The Politic: You mentioned the oil story. I’d like to note that you won the Gerald Loeb award and were a Pulitzer finalist for that story. Could you tell us more about what’s it like working on a story of this magnitude?

Yeah, it was an incredible experience. The Journal, unlike some big newspapers, is really a very much a beat-driven newspaper. This was even truer than it is now. I was one of a couple of reporters on the oil and gas beat. A colleague of mine, Russell Gold, was also on that, and we had a reporter in London and a few other people. When the rig blew up, I remember checking my Blackberry at 6:30 in the morning on April 21st (the rig blew up overnight). I ran downstairs still in my pajamas and started to report that first-stage story, faster than other newspapers. We had a larger team that understood the oil business better than most newspapers. We figured out quickly that this was going to be a significant story. We put it on the front-page the first day and covered it pretty hard from the outset. We covered it as beat reporters. We didn’t call an outside investigative team; we didn’t turn it over to the hotshot investigative team as maybe some other newspapers would have. We understood technology and the challenges in the oil business probably better than any reporter out there who hasn’t been covering the oil industry.

I had been out on offshore drilling rigs before, and I knew the companies involved, knew the players. We sort of took the view that the best way to get at the story was to try and figure out what had gone wrong aboard the rig. We did little stories that highlighted small things that had gone wrong, and we gradually built towards larger ones and began to be known to people who were in the industry as people who understood the complexities well enough that they could talk to us in oil language. So that allowed us to build towards some of the larger stories. They were very large, sweeping stories, but the groundwork was laid with the small stories earlier in the process, where we highlighted little things that seemed fishy aboard the rig or seemed atypical about the well.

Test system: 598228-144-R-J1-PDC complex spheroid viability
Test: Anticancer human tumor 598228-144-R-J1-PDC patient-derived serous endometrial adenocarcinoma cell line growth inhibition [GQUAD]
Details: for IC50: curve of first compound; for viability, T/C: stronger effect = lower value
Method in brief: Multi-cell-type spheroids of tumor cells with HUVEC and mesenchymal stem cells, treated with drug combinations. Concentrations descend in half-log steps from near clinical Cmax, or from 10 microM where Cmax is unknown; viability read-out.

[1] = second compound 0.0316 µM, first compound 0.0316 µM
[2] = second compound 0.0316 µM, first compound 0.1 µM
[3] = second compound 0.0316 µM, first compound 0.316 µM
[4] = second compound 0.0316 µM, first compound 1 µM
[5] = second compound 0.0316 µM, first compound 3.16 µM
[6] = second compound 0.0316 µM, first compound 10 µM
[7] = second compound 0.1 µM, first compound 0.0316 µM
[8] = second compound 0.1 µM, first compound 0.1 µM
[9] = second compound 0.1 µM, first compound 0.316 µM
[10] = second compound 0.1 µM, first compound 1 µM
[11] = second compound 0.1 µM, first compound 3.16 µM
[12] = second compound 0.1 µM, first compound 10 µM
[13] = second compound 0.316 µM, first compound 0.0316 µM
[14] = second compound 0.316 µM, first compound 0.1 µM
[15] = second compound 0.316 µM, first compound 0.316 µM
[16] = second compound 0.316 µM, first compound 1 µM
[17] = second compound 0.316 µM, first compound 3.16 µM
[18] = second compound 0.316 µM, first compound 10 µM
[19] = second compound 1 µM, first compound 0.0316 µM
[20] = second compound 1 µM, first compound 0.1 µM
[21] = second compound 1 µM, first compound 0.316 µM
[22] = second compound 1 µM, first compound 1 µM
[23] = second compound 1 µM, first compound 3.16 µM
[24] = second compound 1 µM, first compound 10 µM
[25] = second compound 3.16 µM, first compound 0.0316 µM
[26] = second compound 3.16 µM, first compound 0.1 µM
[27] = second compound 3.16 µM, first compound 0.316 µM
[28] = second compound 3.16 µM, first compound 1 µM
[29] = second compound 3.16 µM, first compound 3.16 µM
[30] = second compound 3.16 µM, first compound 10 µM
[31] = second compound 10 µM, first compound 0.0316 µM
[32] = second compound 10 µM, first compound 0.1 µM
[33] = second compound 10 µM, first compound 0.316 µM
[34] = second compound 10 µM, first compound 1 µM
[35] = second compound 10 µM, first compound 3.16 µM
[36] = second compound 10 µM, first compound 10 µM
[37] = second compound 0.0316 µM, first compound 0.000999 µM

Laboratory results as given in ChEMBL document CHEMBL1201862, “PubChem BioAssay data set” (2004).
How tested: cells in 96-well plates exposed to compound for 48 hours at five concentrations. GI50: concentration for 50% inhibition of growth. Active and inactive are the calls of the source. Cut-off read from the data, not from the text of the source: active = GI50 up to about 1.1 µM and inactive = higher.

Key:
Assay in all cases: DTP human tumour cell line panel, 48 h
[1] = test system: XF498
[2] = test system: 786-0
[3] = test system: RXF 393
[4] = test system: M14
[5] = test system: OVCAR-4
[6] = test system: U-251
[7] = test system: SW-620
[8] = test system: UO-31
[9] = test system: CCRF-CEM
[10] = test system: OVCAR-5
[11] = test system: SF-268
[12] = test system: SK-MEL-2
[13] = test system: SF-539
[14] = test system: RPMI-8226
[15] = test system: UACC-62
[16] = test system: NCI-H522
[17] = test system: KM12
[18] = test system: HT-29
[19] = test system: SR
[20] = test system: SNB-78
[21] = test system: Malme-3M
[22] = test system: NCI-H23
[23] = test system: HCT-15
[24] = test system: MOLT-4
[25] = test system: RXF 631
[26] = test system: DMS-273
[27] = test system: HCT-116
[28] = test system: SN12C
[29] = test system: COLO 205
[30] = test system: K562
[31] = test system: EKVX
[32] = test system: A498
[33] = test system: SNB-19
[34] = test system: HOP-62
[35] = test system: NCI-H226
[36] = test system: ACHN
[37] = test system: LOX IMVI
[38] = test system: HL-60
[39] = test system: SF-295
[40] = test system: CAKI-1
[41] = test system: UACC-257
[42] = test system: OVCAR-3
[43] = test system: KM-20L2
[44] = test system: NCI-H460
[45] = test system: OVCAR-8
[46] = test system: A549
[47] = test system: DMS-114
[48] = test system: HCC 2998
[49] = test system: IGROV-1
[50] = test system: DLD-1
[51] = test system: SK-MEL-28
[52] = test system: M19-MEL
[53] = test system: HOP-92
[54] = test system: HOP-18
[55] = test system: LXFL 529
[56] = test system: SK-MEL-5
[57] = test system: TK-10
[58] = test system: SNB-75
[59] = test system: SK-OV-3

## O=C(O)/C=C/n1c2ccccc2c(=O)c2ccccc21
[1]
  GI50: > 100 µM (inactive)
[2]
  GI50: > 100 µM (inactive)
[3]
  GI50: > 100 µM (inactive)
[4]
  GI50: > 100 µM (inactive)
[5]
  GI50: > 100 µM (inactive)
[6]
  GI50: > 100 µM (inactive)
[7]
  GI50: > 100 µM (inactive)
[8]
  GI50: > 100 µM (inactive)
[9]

One other thing I’ll say is that we identified very early on that one of the central questions was to what extent was this a one-off, freak occurrence or something specific to this well, and to what extent was this something that happened elsewhere in the industry and could have happened anywhere. The industry really tried to portray it as a one-off, freak event or something that was brought on by a particularly bad decision made by a reckless company. It was best for the industry to paint BP as an outlier, and the evidence that we put together showed that this wasn’t the case. The problems existing at that well were pretty pervasive in the industry, and there had been signs of danger long before this ever happened.

The Politic: You’ve made the transition from the Wall Street Journal, which is a newspaper with a strong print presence, to FiveThirtyEight, which is exclusively online. How did this transition affect you personally?

It’s a great question. I’ve always thought of myself as a print person. I grew up reading the print versions of the newspapers. I still subscribe to the print version of the New York Times and the print Wall Street Journal. My parents always read the print Boston Globe growing up, and I still love print in a lot of ways even as I do more and more of my reading online and on my phone. It’s funny – if you had asked me before I made the transition how big a switch I thought it would be, I would have thought that it might not make all that much of a difference. We obviously were publishing on the web at the Wall Street Journal, and we were pushed to think “digital-first,”, but it does make a big difference and part of the reason is that as long as you have a print newspaper you can talk about the digital being first, but you really have to be print-first. The reason for that is that if you print up a newspaper tomorrow, and you don’t have enough content, you have white space on the front page, or white space on A4 or C5 or whatever page. You don’t have white space on the web. As long as the fear is “Oh my goodness, we don’t have a fifth front-page story, or we don’t have an A3 feature, or we don’t have a B1 lead story,” that will always be your focus.